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Front Page » Top Stories » First Wave Of Public Input Heard On Bicentennial Stadium

First Wave Of Public Input Heard On Bicentennial Stadium

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Written by on February 8, 2001

By Paola Iuspa
Residents have more chances to air their sentiments about a baseball stadium in downtown Miami and if the first hearing was a preview of others, the possibility of using Bicentennial Park as the site will dominate the talk.

At the first meeting, about 50 people discussed pros and cons of the proposed 40,000-seat venue for the Florida Marlins. Bicentennial is the spot favored by team owner John Henry and County Mayor Alex Penelas but civic leaders are looking at other locations.

Members of a state-created authority commissioned to help find a site and funds to build the $385 million stadium have set another public hearing for 6 p.m. Feb. 21 on the 18th floor of the Stephen Clark Center, 111 NW First St.

Sylvan Jolibois, who heads the public involvement subcommittee for the Community Improvement Authority said the comments from the meetings would be presented to authority members.

At the first meeting on Feb. 1, some residents were concerned about using 17 acres of the 29-acre Bicentennial Park for the Marlins stadium. Two other sites are north of the Miami River. A Miami commissioner is suggesting city officials also look at the Orange Bowl site.

"The park is not only important for Overtown, but also for Little Haiti, which has less than two-thirds of the land needed for parks," said Leonie Hermantin, representing the Haitian-American Foundation.

Others rejected the idea of using tax money to finance a for-profit enterprise.

"Using public funds to build a stadium is not reaching out to minority neighborhoods," said Charles "Tony" Walton, a managing director for a business development company in Hallandale Beach. "There needs to be a partnership between the people and the politicians."

But Alex Nunez, a city employee acting as liaison for the authority, responded that the Miami-Dade convention development tax that would be used to finance the stadium had been created to underwrite the costs of museums, sports facilities, convention centers and other projects related to the tourism and visitor industry.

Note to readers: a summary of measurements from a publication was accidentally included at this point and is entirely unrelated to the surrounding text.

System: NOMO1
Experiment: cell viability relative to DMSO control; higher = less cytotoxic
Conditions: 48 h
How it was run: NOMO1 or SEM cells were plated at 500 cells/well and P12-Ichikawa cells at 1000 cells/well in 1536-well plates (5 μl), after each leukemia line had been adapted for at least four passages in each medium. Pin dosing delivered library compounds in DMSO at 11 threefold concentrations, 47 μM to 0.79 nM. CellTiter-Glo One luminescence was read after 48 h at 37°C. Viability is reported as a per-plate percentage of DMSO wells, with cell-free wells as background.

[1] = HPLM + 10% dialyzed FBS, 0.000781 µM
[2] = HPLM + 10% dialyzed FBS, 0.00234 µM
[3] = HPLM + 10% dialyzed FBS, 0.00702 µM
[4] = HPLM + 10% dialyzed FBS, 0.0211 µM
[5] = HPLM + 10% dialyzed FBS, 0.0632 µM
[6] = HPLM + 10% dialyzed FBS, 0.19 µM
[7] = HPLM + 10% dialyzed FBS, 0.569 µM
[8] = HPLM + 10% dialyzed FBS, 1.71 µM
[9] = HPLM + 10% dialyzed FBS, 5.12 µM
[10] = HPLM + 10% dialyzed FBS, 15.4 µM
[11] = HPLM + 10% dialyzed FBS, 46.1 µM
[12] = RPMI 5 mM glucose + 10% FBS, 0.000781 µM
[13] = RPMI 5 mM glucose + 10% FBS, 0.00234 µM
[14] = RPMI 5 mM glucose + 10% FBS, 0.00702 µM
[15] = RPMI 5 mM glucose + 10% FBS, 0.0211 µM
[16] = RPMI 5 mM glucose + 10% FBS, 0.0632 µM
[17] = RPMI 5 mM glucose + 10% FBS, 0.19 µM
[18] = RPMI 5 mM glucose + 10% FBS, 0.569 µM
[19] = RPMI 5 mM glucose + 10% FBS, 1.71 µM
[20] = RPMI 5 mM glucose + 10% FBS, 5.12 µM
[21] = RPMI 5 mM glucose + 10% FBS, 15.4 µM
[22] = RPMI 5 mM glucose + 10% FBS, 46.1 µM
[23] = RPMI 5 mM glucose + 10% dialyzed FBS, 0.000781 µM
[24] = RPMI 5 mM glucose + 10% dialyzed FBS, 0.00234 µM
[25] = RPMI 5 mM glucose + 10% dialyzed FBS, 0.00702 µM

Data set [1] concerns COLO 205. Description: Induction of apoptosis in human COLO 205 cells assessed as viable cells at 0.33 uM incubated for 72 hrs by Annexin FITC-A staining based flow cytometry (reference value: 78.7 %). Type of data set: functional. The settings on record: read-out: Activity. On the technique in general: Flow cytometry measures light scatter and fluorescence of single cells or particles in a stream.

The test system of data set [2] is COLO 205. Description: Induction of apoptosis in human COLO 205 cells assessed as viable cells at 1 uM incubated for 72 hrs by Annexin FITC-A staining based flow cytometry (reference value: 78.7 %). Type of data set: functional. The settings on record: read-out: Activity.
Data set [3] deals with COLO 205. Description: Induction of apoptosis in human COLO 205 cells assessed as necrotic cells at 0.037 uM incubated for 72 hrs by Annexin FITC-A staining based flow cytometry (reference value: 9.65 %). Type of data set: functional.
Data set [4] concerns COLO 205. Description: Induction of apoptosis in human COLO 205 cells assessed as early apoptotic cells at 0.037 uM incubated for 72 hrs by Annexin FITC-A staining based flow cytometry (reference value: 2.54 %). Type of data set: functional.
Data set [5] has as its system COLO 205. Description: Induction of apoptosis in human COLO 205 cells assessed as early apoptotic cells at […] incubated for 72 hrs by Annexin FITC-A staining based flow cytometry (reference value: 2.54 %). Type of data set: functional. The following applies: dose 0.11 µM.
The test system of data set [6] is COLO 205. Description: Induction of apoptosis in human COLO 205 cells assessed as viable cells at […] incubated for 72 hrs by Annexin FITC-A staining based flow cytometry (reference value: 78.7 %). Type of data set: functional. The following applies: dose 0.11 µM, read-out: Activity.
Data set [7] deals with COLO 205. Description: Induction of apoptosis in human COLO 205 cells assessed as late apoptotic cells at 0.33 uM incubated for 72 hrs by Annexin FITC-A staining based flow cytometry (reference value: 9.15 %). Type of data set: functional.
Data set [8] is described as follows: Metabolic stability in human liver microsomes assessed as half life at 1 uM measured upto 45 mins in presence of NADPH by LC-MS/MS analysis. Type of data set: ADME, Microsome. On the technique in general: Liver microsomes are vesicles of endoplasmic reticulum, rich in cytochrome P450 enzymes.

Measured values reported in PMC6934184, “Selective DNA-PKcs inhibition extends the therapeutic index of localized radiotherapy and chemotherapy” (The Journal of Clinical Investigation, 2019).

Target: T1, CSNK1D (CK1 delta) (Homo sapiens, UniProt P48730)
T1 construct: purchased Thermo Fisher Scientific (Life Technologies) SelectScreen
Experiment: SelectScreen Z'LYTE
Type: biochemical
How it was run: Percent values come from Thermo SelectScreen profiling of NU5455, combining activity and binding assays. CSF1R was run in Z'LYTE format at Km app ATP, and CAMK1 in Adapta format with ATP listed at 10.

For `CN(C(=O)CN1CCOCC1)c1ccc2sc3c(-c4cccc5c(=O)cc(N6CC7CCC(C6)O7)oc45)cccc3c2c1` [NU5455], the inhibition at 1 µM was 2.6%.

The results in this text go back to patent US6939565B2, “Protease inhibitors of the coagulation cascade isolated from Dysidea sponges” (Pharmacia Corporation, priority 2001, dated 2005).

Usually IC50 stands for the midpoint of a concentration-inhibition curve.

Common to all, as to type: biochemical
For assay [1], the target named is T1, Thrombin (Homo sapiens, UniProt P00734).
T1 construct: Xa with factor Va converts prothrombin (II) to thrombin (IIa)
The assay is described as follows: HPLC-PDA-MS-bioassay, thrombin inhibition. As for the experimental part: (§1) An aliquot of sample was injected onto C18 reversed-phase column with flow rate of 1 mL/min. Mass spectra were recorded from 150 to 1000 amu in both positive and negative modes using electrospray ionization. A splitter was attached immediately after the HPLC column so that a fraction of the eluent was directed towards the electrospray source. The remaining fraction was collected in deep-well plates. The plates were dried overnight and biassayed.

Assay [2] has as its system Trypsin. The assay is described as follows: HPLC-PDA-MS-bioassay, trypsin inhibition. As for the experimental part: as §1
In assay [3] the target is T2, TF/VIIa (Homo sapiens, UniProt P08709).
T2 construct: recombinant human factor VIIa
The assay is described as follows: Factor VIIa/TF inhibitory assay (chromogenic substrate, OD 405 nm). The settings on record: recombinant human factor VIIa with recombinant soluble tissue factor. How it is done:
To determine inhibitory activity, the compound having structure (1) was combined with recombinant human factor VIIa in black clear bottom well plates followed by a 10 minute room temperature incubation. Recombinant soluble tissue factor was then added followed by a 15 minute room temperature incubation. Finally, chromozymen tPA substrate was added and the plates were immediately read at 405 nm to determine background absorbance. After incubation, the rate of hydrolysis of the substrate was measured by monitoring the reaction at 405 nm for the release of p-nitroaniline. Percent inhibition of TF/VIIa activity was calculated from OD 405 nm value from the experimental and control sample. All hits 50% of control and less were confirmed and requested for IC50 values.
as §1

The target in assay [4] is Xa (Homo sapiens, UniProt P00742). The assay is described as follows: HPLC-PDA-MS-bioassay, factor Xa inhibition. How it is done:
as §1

"This tax can not be used for the police or schools," he said.

"I want to see baseball become a tradition in South Florida," said Dave Enlow, who identified himself as a fan from the Florida Marlins Baseball Club.

Mr. Enlow, a Broward resident, said he and his friends would have no problem driving south to attend games because "at the time of the games the bulk of the traffic is going north."

Ronald Cox, a political science professor at Florida International University, said he also wanted to keep the team in town, mostly because baseball was "one of the few sports still affordable."

A letter of intent signed by Miami-Dade Alex Penelas and team owner John Henry is written to expire Feb. 14 if a consensus and financial plan are not drafted. In the tentative agreement, the new venue would be paid for with $75 million in bonds, $122 million in state sales tax refunds, $26 million in parking surcharges and $46 million in ticket surcharges. The remaining $119 million would come from convention development taxes.

Several people identified themselves as representatives of the shipping industry said they wanted to educate people on the negative impact a stadium on Biscayne Boulevard would have on truck traffic heading in and out of the port.

"A lot of people are ignorant of the impact international trade has in this community," said Jose Perez Jones, vice president of Seaboard Marine, a steamship line in the Port of Miami. " International trade is the backbone of our local economy."

Mr. Jones said if access to the port were jeopardized by adding traffic to congested downtown streets, it could force his company to relocate to ports with better access routes, such as Fort Lauderdale’s Port Everglades.

"If we are pushed to the wall, we will leave the Port of Miami," he said.

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